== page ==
Citizens of the United States who are married or engaged to foreign nationals have the option to bring their partners to the U.S. as a spouse or as a fiancée, as a recent article from the NY Daily News recently discussed. In a situation where a U.S. citizen is engaged to a foreign national, he or he has the option to marry the fiancée in another country and apply for a spouse visa, or wait to marry and petition for a fiancée visa.
The Daily News article said that while both options work, it may be quicker to apply for a fiancée visa. Of course, there are certain requirements that must be met in order to get a fiancée visa. For one, the couple has to have had at least one face-to-face meeting in the two years before the U.S. citizen files for the petition. But there are some expcetions to this rule offered by the U.S. Citizenship and Immigration Services.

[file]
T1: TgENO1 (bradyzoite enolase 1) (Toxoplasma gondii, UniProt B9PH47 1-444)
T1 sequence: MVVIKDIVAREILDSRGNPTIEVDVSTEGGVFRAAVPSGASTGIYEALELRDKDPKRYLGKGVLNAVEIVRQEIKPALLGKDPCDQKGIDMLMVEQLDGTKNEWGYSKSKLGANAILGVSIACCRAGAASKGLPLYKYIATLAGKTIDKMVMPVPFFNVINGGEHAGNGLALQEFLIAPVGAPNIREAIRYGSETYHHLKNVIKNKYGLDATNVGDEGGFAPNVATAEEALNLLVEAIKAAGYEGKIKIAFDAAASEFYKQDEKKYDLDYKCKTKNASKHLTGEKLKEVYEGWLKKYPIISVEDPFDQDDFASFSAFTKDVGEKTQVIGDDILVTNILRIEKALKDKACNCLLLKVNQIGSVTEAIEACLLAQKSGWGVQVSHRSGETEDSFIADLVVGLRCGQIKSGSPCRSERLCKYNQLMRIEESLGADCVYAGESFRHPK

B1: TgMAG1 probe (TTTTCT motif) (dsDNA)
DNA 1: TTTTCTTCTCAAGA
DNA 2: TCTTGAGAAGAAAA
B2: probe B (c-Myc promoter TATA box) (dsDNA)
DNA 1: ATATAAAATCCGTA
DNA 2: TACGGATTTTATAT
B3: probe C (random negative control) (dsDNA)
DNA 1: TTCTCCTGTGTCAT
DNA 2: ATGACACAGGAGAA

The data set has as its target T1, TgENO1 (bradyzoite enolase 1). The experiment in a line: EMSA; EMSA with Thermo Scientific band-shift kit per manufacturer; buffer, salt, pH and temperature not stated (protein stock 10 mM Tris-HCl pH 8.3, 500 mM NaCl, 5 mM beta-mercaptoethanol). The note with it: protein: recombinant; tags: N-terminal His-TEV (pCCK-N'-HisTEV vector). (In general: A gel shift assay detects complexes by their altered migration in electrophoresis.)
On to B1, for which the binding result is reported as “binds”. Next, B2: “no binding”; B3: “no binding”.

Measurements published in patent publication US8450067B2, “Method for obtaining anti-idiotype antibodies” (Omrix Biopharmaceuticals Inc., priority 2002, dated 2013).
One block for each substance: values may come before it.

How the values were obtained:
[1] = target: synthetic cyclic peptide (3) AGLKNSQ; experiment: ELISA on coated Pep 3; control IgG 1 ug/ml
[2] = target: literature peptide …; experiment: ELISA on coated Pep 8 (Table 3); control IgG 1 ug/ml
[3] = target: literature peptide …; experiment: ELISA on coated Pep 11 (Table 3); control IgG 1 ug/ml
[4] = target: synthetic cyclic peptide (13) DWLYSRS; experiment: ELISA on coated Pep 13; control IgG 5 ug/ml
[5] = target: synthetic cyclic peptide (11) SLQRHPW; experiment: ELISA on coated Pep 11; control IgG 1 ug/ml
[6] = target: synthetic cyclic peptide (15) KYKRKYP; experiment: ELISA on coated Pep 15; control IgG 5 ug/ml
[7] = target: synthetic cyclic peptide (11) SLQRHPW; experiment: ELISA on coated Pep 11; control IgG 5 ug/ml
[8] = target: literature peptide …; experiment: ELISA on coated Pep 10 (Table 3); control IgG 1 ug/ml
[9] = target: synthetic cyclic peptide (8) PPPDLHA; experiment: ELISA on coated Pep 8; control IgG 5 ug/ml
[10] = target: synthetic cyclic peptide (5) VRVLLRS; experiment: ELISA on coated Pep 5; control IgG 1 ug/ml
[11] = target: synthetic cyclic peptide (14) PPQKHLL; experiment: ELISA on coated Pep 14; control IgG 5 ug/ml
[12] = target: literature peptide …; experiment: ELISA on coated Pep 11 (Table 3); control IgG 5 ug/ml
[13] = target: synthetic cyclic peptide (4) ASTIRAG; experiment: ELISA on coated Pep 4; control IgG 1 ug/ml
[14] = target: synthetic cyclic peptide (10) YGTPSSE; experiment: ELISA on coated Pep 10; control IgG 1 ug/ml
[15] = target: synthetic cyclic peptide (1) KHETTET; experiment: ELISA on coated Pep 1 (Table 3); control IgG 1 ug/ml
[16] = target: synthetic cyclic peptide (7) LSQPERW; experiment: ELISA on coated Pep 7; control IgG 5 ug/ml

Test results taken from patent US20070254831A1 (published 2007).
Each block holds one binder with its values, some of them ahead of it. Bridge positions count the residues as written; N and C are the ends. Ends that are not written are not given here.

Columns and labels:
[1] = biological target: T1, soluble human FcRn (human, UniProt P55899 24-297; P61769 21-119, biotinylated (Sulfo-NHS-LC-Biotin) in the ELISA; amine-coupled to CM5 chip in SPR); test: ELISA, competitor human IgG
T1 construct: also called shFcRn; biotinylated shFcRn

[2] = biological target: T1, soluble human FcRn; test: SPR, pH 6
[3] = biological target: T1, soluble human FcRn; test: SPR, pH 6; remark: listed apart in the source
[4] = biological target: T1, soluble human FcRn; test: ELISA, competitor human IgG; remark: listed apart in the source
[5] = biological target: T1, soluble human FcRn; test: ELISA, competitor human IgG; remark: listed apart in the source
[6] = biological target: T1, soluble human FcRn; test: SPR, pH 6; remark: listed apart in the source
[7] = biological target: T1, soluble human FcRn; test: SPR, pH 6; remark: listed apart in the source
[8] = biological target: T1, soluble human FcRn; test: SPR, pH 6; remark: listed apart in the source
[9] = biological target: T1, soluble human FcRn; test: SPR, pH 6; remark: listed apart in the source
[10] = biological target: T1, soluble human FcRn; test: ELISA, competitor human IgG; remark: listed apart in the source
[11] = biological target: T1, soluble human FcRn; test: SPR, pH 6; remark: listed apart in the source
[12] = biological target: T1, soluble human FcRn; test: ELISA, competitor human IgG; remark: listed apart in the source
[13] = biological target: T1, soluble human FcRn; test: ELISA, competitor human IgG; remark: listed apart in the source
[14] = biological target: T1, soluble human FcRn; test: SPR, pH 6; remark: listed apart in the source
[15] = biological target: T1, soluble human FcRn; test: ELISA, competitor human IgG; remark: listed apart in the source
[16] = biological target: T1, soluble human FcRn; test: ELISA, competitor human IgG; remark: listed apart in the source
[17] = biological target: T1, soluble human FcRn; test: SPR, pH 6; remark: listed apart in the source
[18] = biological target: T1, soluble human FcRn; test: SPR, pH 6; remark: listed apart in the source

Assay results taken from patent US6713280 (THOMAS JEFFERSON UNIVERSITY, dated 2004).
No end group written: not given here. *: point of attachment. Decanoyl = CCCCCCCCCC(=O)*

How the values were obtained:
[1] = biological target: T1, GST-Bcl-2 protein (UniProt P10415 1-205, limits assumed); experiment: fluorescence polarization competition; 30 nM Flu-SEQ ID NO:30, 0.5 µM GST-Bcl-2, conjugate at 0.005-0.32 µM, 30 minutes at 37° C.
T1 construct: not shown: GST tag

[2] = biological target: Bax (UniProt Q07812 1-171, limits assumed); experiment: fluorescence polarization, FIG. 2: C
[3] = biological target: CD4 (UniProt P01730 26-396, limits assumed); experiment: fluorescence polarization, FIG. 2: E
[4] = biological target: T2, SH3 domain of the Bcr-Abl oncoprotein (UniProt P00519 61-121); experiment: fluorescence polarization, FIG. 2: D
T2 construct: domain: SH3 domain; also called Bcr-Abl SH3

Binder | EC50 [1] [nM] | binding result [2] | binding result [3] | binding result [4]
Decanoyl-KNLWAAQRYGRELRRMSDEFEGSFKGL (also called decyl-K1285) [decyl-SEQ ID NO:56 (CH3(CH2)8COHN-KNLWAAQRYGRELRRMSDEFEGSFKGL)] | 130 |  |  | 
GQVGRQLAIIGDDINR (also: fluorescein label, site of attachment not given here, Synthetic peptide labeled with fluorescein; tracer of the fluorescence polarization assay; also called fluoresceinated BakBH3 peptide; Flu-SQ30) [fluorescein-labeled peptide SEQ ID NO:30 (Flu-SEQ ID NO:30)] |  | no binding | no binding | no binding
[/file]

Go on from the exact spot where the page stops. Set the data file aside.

For example, there may be an exception if traveling out of the country is difficult for the U.S. citizen, perhaps if the U.S. citizen suffers from an illness. Another exception may be granted if meeting face-to-face before the wedding would go against the customs of the U.S. citizen's religion or culture.
To prove that the before-wedding face-to-face meeting has taken place, it is recommended that the U.S. citizen applying for the fiancée visa attach a plane ticket or other evidence to the USCIS form I-129F, Petition for Alien Fiancée.
After the USCIS has approved the fiancée visa it will send the petition to the U.S. consul in the country where the fiancée resides. If the consul approves a visa, the fiancée has 90 days to come to the United States. After the couple is married, the non-citizen spouse can apply for permanent residency immediately.
Interestingly, the proposed immigration reform bill would change current law by also allowing U.S. permanent residents to petition for a fiancée visa.
Source: NY Daily News, "IMMIGRATION: A foreign fiancée can come to the U.S. more quickly using a fiancé(e) visa," Allan Wernick, May 22, 2013